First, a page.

By Al Kaufman
It's got to be hard for twins to be taken seriously in the music business, especially twins that look robotic, dress to compliment each other, and wear pixie cuts. It's too easy to dismiss them as a cute novelty act. Tegan and Sara Quin are no novelty act. They've been making CDs for over 10 years now and Sainthood, their sixth, is their best.
What the twins have done is taken the best parts of their previous efforts – their punchy pop harmonies and their dabbles into electronica – and created something new. Sainthood is a bit harsher than previous efforts. Opening track "Arrow" and "Northshore" have punkish qualities about them, especially in the case of "Northshore"'s staccato phrasings. The cuts add some meat to the tasty side dishes.
Another factor is the Quins are older now. While they look forward to their 30th birthdays, their songs have taken on more adult themes as they search for devotion and the behaviors necessary to find happiness. Their CD title comes from fellow Canadian Leonard Cohen's "Came So Far for Beauty," in which the elder statesman of love and relationships sings "I practiced all my sainthood/I gave to one and all/But the rumors of my virtue/They moved her not at all." Not exactly the bubblegum stuff of a Britney Spears.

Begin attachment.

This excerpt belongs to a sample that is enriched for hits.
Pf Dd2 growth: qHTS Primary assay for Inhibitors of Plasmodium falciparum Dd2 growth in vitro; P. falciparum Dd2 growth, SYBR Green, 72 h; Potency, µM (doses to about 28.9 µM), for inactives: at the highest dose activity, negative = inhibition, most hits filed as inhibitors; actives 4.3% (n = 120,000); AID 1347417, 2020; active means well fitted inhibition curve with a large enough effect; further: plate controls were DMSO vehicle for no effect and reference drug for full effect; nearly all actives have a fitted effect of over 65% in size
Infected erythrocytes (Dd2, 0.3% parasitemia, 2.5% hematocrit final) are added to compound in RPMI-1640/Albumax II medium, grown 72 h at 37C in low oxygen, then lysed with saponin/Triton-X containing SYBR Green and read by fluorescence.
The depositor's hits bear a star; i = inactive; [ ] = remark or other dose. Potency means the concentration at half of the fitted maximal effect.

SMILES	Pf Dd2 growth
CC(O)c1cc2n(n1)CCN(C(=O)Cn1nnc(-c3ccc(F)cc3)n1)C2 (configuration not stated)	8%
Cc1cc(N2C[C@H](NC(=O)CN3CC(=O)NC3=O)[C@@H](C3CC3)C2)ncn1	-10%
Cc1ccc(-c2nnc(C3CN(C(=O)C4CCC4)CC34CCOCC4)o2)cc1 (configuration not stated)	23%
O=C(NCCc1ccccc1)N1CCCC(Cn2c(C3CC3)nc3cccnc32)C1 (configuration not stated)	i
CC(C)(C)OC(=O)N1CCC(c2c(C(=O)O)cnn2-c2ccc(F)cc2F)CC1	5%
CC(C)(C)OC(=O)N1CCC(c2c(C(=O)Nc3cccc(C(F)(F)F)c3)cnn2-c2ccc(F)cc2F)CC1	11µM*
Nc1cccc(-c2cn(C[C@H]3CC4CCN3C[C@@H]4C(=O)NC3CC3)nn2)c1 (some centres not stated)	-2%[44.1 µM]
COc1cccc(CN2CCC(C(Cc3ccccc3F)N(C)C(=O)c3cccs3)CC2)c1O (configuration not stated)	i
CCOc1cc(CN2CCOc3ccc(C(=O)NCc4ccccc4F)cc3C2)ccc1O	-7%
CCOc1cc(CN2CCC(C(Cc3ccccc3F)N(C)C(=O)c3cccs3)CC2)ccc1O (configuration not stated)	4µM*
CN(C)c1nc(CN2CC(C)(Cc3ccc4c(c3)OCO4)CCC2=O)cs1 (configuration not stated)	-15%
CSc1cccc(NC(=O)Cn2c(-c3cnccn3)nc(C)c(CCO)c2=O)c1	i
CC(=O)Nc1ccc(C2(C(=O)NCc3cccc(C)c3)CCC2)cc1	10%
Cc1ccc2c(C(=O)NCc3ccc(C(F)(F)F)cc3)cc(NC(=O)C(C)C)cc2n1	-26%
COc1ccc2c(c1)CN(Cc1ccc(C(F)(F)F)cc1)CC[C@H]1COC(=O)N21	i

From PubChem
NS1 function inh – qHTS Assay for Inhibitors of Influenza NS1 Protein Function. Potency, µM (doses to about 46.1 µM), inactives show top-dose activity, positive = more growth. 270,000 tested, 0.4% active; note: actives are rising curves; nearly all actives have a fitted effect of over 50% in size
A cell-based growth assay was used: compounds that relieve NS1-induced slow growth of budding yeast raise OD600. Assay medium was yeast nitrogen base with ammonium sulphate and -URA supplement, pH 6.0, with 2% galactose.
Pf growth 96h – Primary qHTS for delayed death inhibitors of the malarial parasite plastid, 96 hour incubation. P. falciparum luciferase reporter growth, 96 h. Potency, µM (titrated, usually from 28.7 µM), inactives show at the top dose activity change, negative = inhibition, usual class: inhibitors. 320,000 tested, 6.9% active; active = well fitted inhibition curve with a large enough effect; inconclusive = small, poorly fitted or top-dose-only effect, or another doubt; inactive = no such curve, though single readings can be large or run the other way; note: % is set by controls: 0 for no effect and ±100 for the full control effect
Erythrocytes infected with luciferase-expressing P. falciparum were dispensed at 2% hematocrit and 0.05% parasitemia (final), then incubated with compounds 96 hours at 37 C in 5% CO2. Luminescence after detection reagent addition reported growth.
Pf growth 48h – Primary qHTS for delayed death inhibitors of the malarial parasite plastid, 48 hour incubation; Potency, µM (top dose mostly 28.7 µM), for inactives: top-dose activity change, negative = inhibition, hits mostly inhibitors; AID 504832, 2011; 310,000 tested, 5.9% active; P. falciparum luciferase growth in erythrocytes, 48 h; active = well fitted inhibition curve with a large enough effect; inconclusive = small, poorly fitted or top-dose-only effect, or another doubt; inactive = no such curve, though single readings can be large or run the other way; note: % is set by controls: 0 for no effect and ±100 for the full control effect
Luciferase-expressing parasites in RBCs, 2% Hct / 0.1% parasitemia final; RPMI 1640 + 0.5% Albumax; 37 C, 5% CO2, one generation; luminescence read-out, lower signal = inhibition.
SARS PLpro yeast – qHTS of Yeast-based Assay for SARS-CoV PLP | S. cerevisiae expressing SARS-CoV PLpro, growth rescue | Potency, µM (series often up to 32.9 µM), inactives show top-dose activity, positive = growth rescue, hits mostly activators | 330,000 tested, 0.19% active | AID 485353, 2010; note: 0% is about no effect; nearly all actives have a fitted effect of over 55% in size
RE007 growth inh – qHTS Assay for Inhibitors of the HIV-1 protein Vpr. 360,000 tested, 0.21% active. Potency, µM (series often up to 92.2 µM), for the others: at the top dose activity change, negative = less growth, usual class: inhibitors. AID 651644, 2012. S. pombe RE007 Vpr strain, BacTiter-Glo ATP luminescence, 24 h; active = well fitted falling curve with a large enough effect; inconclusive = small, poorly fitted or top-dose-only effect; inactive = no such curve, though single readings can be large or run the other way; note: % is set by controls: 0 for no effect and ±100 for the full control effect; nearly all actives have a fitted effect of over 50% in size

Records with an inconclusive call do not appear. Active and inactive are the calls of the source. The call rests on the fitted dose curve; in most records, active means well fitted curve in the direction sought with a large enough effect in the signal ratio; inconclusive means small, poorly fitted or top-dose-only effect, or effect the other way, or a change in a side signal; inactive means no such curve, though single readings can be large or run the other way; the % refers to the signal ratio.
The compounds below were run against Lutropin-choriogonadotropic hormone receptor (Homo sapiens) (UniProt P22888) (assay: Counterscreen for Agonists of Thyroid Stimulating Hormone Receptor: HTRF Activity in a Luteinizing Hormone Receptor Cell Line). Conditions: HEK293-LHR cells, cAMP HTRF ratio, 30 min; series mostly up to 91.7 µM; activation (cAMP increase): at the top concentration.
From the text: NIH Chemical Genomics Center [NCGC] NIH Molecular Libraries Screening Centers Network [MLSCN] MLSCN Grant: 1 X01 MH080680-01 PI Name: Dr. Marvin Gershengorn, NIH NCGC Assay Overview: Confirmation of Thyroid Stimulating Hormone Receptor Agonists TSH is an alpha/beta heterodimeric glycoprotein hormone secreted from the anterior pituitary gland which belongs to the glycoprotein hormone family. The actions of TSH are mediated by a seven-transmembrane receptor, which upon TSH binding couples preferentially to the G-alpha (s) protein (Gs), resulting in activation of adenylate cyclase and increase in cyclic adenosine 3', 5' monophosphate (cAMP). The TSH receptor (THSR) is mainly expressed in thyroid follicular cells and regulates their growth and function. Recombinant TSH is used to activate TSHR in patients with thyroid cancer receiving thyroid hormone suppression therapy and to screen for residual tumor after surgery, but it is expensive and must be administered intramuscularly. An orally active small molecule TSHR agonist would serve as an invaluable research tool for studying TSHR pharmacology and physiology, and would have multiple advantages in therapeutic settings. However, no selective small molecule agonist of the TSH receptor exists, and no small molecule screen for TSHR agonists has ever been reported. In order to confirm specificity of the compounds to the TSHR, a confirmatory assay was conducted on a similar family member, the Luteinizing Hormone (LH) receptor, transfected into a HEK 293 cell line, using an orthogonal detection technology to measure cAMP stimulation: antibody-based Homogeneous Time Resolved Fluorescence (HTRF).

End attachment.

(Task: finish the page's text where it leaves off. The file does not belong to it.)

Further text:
There still is some gum chewing here. Some of their songs, such as "The Ocean" and "Nightwatch" come across as throwbacks to the days of '80s new wave bands in the Missing Persons vein. And when they utter the lines "I get talking like a teen/Go steady with me" ("On Directing"), or "Wish you'd call" ("Red Belt"), it's easy to remember the earlier, more vulnerable Tegan and Sara that were barely out of high school. Except here it almost feels like they are confident enough to expose their soft white underbellies. They sound like they are in control even when they plead.
Much of this has to do with the music. The tightly wound melodies crackle with energy, or at least passion. They unabashedly mix guitar power chords with synthesizer beats. And their voices blend as only the voices of twins can.
And they can swagger, too. When they sing, "I've got the cure for you," ("The Cure"), you better believe the medicine they're talking about doesn't come out of a bottle.
This is good stuff. It doesn't all work, but at least it's interesting, which is more than can be said for most of the pop out there.
Tegan and Sara play Variety Playhouse on February 23.